A Walk through the Cinque Terre
From Pisa, it's an easy train ride to the Cinque Terre, or five lands (towns), that cling to the cliffs along the coast of Liguria. We rode this train one morning, arriving in Riomaggiore, the first of these towns. At the Visitor Center of the Parco Nazionale delle Cinque Terre we bought park passes and a map and set out to explore. A brief walk through the tiny village took us to the small harbor.
Continuing on, we soon arrived at the entrance to the Blue Route, the path along the edge of the cliffs overlooking the Ligurian Sea (below left). At first, we walked with a great crowd of folks, and even a tour group, but this did not reduce our amazement as we looked out over the blue, blue water below and the gray cliffs above (below right).
Ahead, we had views of the houses nestled in every fold and crease of the hills. After the first kilometer, the crowds thinned and we arrived in Manarola with its train station perched just above the sea, micro-harbor, narrow streets and pastel houses.
The trail from Manarola was perched along the edge of a cliff overlooking the sea way below. We continued to walk, looking back to admire the town perched seemingly so precariously over the ocean.
The trail descended from the high cliffs nearly to the sea and then, we arrived at the foot of a stairway. We climbed and climbed and then arrived at the top. A sign welcomed us to Corniglia and congratulated us for climbing the 382 steps!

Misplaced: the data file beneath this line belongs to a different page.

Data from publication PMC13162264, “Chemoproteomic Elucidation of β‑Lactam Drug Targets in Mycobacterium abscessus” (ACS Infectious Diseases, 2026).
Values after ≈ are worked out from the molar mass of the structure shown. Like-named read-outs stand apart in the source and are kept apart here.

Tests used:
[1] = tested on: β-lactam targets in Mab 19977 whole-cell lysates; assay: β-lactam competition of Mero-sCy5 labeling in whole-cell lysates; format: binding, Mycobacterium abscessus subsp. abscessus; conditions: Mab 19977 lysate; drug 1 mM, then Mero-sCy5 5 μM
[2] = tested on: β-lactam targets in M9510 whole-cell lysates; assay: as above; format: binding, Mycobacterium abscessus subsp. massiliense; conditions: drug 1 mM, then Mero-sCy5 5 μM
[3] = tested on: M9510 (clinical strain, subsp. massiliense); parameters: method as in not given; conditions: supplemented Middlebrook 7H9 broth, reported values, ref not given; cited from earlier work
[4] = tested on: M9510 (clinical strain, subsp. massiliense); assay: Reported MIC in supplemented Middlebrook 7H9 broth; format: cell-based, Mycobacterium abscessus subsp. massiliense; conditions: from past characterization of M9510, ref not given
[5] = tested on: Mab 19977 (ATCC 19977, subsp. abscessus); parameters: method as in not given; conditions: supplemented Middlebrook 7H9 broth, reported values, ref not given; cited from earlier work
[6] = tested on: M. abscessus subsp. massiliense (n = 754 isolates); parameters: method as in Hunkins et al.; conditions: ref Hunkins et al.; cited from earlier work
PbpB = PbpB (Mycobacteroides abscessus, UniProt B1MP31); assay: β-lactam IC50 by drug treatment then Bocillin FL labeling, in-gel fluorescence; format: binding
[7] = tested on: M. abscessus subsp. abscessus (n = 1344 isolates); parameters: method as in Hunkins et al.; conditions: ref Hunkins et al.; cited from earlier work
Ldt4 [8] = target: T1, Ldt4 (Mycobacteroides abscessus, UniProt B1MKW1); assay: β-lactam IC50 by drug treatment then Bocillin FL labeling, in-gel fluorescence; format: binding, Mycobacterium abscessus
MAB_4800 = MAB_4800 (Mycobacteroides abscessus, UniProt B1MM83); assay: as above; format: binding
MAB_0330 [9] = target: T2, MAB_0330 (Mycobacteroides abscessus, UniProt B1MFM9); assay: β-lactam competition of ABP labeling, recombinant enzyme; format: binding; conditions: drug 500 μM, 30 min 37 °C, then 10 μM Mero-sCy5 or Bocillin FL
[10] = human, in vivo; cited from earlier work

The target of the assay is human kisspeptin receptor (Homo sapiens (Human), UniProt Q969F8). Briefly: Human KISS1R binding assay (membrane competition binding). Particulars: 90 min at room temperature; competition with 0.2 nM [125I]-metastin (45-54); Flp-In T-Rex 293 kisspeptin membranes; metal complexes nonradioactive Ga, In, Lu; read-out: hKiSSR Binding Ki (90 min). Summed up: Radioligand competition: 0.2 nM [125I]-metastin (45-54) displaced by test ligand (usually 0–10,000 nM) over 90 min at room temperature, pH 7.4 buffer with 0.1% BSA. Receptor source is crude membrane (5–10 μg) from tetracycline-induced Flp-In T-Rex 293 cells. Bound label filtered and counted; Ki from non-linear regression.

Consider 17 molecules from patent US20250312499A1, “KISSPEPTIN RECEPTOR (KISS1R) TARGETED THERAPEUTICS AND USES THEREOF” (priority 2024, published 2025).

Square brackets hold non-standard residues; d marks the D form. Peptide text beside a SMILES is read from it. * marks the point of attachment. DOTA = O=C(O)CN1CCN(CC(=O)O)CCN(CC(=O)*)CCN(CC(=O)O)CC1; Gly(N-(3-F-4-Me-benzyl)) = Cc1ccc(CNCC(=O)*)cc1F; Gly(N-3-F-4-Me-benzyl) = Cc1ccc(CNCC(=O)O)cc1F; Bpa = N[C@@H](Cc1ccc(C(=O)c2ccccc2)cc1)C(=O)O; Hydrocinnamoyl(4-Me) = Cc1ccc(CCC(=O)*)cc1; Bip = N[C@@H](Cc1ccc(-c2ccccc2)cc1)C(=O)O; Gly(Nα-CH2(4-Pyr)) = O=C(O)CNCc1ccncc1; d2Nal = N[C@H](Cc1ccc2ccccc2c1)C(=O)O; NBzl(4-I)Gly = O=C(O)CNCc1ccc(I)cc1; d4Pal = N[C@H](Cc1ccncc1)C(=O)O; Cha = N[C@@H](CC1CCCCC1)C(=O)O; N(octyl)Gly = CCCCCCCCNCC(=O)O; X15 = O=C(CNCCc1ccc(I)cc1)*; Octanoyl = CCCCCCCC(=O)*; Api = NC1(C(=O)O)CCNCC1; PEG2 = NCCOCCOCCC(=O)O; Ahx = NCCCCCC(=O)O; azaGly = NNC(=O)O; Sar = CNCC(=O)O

Hot and hungry, we bought a panini and a big bottle of water and found a shady bench for a picnic. Fed and cooled off, we explored the village, marveling at the buildings built on every rock outcropping, and the grape vineyards cascading down the steep slopes. We learned that in addition to fishing, the residents of the Cinque Terre, over centuries, created these walled and terraced fields to grow vines, olives and lemons. We attempted to imagine the manual labor that was required to create this agricultural space but gave up in bogglement! All that hard work has made the olives, grapes and lemons especially tasty!
We considered walking on to the next town, Vernaza, but decided to ride the train instead. This was perhaps the quaintest of the villages. We watched people on the beach, found a gelato shop for a cool and yummy snack, and a cafe for drinks.
We then returned to the station and we boarded the local train to ride home to Pisa. We were inspired as we considered the ingenuity of man to make a home in even the most difficult environments.
Our ride back to Pisa took us through several towns, including Massa, the port for Carrera, the marble quarry that had provided the white marble for so many great buildings and works of art. The bright white hillside glowed in the afternoon sun as we passed. Along the tracks great blocks, slabs, chunks and chips of marble were stacked and piled ready for shipment to faroff places. We felt humble knowing this was the place where Michelangelo had selected the blocks for his greatest works.
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